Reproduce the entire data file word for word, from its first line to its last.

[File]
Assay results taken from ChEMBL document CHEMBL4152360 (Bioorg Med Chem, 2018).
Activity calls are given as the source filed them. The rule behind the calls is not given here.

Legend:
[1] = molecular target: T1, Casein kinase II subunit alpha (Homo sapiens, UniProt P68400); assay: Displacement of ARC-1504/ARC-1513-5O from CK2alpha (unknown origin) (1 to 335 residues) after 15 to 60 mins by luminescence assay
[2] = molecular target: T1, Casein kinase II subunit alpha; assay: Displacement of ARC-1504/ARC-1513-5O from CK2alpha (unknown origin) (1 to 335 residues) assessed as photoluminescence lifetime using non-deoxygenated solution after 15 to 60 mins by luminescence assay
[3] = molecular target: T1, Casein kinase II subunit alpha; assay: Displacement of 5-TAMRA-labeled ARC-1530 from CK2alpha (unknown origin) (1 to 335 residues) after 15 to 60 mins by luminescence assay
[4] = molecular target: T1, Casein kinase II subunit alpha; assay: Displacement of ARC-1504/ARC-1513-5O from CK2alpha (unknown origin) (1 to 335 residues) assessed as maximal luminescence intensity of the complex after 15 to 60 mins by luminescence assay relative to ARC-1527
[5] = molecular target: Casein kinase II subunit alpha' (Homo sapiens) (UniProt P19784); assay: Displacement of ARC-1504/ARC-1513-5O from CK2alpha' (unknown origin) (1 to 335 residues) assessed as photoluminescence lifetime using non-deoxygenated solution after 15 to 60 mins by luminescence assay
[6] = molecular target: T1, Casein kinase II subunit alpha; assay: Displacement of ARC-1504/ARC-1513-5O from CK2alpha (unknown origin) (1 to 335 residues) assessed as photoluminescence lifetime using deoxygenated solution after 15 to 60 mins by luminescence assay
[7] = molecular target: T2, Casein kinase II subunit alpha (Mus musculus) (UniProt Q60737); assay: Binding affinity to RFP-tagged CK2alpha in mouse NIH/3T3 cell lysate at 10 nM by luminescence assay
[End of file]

Assay results taken from ChEMBL document CHEMBL4152360 (Bioorg Med Chem, 2018).
Activity calls are given as the source filed them. The rule behind the calls is not given here.

Legend:
[1] = molecular target: T1, Casein kinase II subunit alpha (Homo sapiens, UniProt P68400); assay: Displacement of ARC-1504/ARC-1513-5O from CK2alpha (unknown origin) (1 to 335 residues) after 15 to 60 mins by luminescence assay
[2] = molecular target: T1, Casein kinase II subunit alpha; assay: Displacement of ARC-1504/ARC-1513-5O from CK2alpha (unknown origin) (1 to 335 residues) assessed as photoluminescence lifetime using non-deoxygenated solution after 15 to 60 mins by luminescence assay
[3] = molecular target: T1, Casein kinase II subunit alpha; assay: Displacement of 5-TAMRA-labeled ARC-1530 from CK2alpha (unknown origin) (1 to 335 residues) after 15 to 60 mins by luminescence assay
[4] = molecular target: T1, Casein kinase II subunit alpha; assay: Displacement of ARC-1504/ARC-1513-5O from CK2alpha (unknown origin) (1 to 335 residues) assessed as maximal luminescence intensity of the complex after 15 to 60 mins by luminescence assay relative to ARC-1527
[5] = molecular target: Casein kinase II subunit alpha' (Homo sapiens) (UniProt P19784); assay: Displacement of ARC-1504/ARC-1513-5O from CK2alpha' (unknown origin) (1 to 335 residues) assessed as photoluminescence lifetime using non-deoxygenated solution after 15 to 60 mins by luminescence assay
[6] = molecular target: T1, Casein kinase II subunit alpha; assay: Displacement of ARC-1504/ARC-1513-5O from CK2alpha (unknown origin) (1 to 335 residues) assessed as photoluminescence lifetime using deoxygenated solution after 15 to 60 mins by luminescence assay
[7] = molecular target: T2, Casein kinase II subunit alpha (Mus musculus) (UniProt Q60737); assay: Binding affinity to RFP-tagged CK2alpha in mouse NIH/3T3 cell lysate at 10 nM by luminescence assay